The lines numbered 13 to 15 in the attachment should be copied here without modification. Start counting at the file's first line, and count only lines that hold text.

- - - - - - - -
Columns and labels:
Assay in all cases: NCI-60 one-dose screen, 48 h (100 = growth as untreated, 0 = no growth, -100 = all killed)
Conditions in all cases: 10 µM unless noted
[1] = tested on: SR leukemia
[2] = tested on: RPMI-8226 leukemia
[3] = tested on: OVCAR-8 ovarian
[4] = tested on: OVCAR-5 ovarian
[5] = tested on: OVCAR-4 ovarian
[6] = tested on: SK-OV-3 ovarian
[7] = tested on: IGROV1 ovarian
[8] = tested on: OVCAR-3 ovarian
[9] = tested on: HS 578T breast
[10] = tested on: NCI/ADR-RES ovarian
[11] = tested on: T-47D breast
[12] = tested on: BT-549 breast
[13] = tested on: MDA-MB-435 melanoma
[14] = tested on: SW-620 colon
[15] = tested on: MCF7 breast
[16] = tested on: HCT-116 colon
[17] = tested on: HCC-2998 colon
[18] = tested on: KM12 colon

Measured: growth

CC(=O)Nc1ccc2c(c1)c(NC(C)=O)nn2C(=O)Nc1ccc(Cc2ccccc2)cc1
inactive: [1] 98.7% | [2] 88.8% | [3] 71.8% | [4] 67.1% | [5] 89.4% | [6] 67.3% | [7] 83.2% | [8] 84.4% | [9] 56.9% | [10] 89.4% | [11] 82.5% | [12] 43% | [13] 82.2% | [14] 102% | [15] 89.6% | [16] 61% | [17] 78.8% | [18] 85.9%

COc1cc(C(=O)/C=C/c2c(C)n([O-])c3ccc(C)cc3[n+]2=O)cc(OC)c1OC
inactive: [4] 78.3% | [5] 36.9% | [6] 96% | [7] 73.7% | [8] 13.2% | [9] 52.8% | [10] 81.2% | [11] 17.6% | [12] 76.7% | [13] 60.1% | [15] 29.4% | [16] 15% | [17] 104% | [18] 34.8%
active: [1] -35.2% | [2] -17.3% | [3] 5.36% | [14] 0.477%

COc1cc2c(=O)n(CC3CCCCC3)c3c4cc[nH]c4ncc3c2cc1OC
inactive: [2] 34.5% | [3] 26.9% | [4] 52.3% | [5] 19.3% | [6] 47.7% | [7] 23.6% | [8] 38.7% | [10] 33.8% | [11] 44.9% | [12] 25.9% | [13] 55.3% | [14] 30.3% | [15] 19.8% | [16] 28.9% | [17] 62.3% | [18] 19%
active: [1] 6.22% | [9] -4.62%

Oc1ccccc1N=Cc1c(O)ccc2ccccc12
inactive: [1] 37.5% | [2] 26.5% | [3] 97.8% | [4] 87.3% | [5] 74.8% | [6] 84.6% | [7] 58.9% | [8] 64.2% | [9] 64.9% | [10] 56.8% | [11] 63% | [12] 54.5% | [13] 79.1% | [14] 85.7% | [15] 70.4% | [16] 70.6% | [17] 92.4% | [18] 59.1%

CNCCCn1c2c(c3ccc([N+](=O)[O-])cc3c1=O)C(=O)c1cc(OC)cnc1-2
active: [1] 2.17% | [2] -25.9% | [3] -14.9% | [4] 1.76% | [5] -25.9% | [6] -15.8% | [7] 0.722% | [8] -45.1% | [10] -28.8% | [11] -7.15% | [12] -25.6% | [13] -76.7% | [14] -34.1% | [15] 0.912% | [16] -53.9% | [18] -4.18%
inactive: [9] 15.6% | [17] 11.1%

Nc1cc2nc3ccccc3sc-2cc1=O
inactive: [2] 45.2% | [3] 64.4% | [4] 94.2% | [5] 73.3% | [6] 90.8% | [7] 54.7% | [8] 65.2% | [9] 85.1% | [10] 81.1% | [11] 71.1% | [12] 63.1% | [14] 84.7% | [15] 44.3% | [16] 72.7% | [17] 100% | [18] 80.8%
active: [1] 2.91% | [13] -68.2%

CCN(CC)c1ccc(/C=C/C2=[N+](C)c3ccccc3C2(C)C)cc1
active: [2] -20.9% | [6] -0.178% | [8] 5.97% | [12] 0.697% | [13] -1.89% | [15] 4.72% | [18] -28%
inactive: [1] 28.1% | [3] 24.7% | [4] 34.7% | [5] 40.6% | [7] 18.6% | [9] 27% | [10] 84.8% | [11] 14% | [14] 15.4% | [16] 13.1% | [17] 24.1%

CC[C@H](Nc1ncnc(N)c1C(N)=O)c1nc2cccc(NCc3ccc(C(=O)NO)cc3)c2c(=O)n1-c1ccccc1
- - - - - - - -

[10] = tested on: NCI/ADR-RES ovarian
[11] = tested on: T-47D breast
[12] = tested on: BT-549 breast